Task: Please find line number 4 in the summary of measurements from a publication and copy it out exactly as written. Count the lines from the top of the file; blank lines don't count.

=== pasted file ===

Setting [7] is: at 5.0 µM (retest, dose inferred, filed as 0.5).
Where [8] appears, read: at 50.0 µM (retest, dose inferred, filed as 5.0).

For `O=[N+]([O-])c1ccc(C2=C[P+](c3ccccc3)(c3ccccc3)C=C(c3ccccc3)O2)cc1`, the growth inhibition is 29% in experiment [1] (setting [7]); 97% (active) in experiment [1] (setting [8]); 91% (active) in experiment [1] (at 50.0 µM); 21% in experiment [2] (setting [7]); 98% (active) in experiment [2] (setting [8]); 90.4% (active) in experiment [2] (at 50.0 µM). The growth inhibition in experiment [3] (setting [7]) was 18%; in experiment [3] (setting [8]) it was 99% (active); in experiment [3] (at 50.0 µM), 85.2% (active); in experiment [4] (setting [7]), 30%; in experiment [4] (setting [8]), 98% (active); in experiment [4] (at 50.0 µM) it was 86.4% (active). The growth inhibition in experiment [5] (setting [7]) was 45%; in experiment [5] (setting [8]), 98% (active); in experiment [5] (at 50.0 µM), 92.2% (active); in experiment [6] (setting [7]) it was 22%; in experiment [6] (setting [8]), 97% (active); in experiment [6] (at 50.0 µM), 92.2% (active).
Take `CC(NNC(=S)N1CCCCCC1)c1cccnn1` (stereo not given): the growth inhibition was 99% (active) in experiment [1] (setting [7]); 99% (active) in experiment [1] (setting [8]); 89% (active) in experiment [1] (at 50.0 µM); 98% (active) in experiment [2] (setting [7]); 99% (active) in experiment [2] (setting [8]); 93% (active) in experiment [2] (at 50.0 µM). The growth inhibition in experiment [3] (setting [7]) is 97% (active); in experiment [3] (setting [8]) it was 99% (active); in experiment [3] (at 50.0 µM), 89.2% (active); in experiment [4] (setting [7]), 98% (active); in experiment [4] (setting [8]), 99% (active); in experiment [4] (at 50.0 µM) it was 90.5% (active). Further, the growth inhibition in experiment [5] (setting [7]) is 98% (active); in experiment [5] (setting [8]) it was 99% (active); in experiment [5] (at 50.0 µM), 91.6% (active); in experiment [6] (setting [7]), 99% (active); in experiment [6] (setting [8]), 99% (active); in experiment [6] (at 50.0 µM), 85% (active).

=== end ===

Take `CC(NNC(=S)N1CCCCCC1)c1cccnn1` (stereo not given): the growth inhibition was 99% (active) in experiment [1] (setting [7]); 99% (active) in experiment [1] (setting [8]); 89% (active) in experiment [1] (at 50.0 µM); 98% (active) in experiment [2] (setting [7]); 99% (active) in experiment [2] (setting [8]); 93% (active) in experiment [2] (at 50.0 µM). The growth inhibition in experiment [3] (setting [7]) is 97% (active); in experiment [3] (setting [8]) it was 99% (active); in experiment [3] (at 50.0 µM), 89.2% (active); in experiment [4] (setting [7]), 98% (active); in experiment [4] (setting [8]), 99% (active); in experiment [4] (at 50.0 µM) it was 90.5% (active). Further, the growth inhibition in experiment [5] (setting [7]) is 98% (active); in experiment [5] (setting [8]) it was 99% (active); in experiment [5] (at 50.0 µM), 91.6% (active); in experiment [6] (setting [7]), 99% (active); in experiment [6] (setting [8]), 99% (active); in experiment [6] (at 50.0 µM), 85% (active).